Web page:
Thousands of Seattle teachers hold one-day strike over pay, class size

Reuters News
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Posted: May 19, 2015 1:17 PM

By Victoria Cavaliere

SEATTLE (Reuters) - Thousands of Seattle teachers walked out of class on Tuesday to demand higher pay and smaller class sizes, marking the largest one-day strike in a series of rolling protests by educators in Washington state over public school funding.

More than 50,000 students in Seattle, the state's largest school district, were out of class on Tuesday as teachers also planned marches and a downtown rally.

To help parents who were unable to make childcare arrangements, the city's parks department staffed activities at 21 community centers for students from kindergarten to 8th grade.

About 2,500 Seattle teachers participated in the walkout, according to the union, the Seattle Education Association.

They join teachers from nearly 60 districts statewide who have held or approved a one-day walkout, accusing lawmakers in Olympia of failing to meet a state Supreme Court mandate to fully fund public schools.

"Parents and voters need to know that legislators are cutting deals right now that will leave our kids far behind," the union said in a statement. "A strike is far from our first choice, but we can’t allow the legislature to continue to fail our kids."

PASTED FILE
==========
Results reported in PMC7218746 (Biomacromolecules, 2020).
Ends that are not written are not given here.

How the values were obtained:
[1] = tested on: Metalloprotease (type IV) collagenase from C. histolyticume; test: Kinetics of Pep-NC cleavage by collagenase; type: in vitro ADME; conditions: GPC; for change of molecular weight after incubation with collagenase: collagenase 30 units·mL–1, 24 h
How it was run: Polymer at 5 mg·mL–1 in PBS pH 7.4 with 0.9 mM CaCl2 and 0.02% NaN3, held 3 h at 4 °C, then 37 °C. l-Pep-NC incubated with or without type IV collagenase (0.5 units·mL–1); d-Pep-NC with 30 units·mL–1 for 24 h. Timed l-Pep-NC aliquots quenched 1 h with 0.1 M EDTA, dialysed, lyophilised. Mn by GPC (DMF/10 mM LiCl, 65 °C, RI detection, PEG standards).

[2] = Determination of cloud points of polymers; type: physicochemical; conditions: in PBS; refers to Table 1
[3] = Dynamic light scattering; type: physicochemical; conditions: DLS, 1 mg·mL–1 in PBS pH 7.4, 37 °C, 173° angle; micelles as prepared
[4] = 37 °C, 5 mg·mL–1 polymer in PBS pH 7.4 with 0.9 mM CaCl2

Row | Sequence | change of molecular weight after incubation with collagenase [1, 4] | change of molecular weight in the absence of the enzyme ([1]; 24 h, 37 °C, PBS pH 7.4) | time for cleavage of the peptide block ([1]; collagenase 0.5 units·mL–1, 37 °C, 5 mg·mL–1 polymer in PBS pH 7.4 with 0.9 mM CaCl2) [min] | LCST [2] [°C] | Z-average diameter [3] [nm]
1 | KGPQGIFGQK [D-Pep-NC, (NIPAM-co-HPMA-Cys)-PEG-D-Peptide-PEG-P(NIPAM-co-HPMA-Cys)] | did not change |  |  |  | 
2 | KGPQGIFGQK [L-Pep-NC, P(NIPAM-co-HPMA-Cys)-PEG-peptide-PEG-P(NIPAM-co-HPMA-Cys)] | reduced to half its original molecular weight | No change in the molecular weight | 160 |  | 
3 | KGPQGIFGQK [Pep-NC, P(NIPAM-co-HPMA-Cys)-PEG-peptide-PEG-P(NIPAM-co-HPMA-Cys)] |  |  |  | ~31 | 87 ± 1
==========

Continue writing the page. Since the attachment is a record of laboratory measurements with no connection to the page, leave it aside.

Teachers are also unhappy about a proposal to raise pay by 3 percent over two years, while the state has not increased teacher healthcare funding in five years, according to the Washington Education Association.

They want to ensure the upcoming budget meets a voter-mandate to lower class sizes, which rank 47th in the nation, as well, the union said.

Washington averages 23.7 students in elementary classrooms, more than the national average of 21.2, according to the U.S. Department of Education.

Teachers in the Seattle suburbs of Mercer Island and Issaquah were also striking on Tuesday, while a dozen more districts statewide have walkouts planned for later this week.

The Washington legislature is under a state Supreme Court order to increase funding for public schools by 2019. The current budget being considered is $1.3 billion to $1.4 billion.

Lawmakers in Olympia contend the budget shows the largest increase in education funding in recent years and meets the demands of the court order. They also say Washington state teachers have some of the highest salaries of any public educators in the country.

Seattle Public Schools declined to comment.

Students will make up Tuesday's missed day in June.

(Reporting by Victoria Cavaliere; Editing by Cynthia Johnston and Lisa Lambert)